Ranking 5th of the Volcanic Seven Summits, Damavand is the highest volcano of the Asian continent. And frankly its isolated volcanic cone, freestanding above all the mountains around it, is literally awe-inspiring. Vast dry pastures cover its foothills, together with free-roaming mule herds creating a surprisingly silent landscape reminding of Mongolian steppes. Though distances are short, the mountain is quite “loooong” 🙂 , its towering cone rising fairly steep. Crowned with a small crater painted white-yellowish by sulfuric deposits, this potentially active volcano ceaselessly vents off sulfur through fumaroles visible even from far distances. More impressive than the landscape are the many Iranian men averaging in their 40s and 50s, daringly climbing their country’s highest peak. It feels like Damavand is a sort of second Mecca for Iranians, and many make a purpose of doing this second “Hajj” to its top.
FACTS & FIGURES
Mount Damavand, with its distinctive freestanding pyramid shape, soars to a whopping 5671m in middle of the Alborz Mountain range, inland off the shores of the Caspian Sea.
Petrified lava flows scar its steep slopes, as a stark reminding of its once active volcanic activity. Damavand last erupted around 7300 years ago, ever since only the fumaroles, emitting sulfur below the top crater, remain as hints reminding that Damavand is still potentially active…
Compared to Kilimanjaro’s massive 24 km wide Kibo crater, Damavand’s crater is fairly small and shallow, and while we were walking around its rim, it was arguable which is its highest point, if it weren’t for all the joyful trekkers gathering to take their picture on the summit 🙂
Damavand’s top crater
sulfur fumarole under Damavand’s summit
LEGENDS & MYTHS
The Alborz Mountains, and also Mt. Elbrus of the Caucasus, take their name from Hara Barazaiti or Harborz in short, a legendary mountain in Zoroastrian tradition. Literally translated as “high watch-post”, in the Zoroastrian scriptures of Avesta Harborz was described as being the geographical center of the universe, around which the stars and the planets revolved, and behind which the sun would hide at night. It was also believed to be the source of all the mountains of the world, and thought to lay at one end of the bridge of judgment that all souls must cross to the afterlife.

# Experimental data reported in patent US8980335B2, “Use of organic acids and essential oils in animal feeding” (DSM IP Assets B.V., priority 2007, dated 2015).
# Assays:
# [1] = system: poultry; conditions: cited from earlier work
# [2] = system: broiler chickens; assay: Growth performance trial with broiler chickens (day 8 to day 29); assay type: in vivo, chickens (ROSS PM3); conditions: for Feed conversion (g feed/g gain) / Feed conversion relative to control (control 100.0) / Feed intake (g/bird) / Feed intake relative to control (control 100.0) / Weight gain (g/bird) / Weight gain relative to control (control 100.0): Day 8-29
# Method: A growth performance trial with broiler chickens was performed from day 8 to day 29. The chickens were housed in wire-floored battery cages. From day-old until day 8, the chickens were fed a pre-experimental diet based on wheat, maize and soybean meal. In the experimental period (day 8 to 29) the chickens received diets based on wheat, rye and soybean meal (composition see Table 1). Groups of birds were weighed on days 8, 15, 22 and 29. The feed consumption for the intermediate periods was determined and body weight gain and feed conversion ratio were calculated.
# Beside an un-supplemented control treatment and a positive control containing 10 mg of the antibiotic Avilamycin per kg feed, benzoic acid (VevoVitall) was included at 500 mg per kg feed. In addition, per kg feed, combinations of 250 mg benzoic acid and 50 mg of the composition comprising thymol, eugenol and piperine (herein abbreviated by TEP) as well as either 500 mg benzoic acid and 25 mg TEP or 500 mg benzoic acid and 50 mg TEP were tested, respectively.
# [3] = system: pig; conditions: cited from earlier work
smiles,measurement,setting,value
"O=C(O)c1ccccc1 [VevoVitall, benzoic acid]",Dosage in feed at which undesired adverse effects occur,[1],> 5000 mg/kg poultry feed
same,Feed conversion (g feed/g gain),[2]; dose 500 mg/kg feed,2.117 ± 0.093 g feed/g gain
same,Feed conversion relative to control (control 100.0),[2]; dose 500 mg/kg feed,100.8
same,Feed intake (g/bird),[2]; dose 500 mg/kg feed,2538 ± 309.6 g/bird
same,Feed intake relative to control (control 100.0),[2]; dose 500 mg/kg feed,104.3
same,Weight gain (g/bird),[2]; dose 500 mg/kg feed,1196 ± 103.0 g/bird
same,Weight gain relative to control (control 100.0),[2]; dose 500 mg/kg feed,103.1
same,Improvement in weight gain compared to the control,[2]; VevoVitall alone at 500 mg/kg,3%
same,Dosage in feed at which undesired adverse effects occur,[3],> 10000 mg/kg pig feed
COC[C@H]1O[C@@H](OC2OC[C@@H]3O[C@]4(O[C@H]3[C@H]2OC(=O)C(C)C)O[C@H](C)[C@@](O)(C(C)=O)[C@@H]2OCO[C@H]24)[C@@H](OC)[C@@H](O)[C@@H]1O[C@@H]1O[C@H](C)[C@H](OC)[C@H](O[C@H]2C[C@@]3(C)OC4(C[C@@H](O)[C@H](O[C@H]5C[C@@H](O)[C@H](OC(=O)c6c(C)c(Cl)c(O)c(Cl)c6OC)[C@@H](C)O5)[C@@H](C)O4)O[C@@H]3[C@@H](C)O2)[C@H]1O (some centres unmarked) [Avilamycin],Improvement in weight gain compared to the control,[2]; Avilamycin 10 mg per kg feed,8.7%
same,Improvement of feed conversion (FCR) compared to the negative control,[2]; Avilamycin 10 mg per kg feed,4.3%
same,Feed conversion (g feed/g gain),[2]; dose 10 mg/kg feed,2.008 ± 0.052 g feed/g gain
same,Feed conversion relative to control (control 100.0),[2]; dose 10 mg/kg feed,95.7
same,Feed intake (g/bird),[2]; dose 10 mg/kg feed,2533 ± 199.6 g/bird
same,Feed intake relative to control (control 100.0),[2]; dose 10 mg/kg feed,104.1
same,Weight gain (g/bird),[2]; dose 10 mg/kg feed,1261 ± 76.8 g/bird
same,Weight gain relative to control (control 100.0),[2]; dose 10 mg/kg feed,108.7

The highest of the Albroz Mountains, Mount Damavand is a significant mountain in Persian mythology, poetry and literature, symbolizing Iranian resistance against despotism and foreign rule. In Zoroastrian tradition, it is the home of Saheb-e-Dilan, the “Masters of the Heart”, and the prison of the evil three-headed dragon Aži Dahāka until the end of the world, probably the way ancient men explained the “fire-breathing” mountain 🙂
Considering its height and its location only about 60km away from Tehran, the metropolis capital of Iran, we were expecting to see Damavand’s distinctive silhouette shaping the horizon. However, even the 4000m high mountains towering on the outskirts of Tehran were barely visible due to the dense vapors hovering in the atmosphere over the dry lands of Iran.
Early morning of our second day in Iran found us leaving Tehran and heading to the heart of the Alborz Mountains. Scouting the horizon for Damavand’s shape we were left long in waiting. Eventually, a lonely lenticular cloud appeared in the sky, as the only hint that a high peak lays hidden behind the 3000m+ mountain walls enclosing the horizon.
Excitement mounted as our GPS was showing we were closing in, but none of our expectations came close to the literally jaw-dropping landscape that met our eyes when the mountain walls opened, like curtain drapes at the theater, revealing the impressive silhouette of Damavand, freestanding in the middle of its surrounding mountains, like a king on a throne reigning over his subjects.
first sight of Damavand
Even though we were in the middle of August, we were fortunate enough to find Damavand’s top powdered with snow, offering a scenic view of the mountain rarely seen in summer. The previous days snow had fallen on the mountain, and a cloud was still shrouding its summit from view. Weather on the mountain is always unpredictable, even in the middle of the climbing season…
Damavand towering over its surroundings
We were about to start our adventure climbing Asia’s highest volcano…
Keep close, as soon we will return with our story of the next days on Damavand 🙂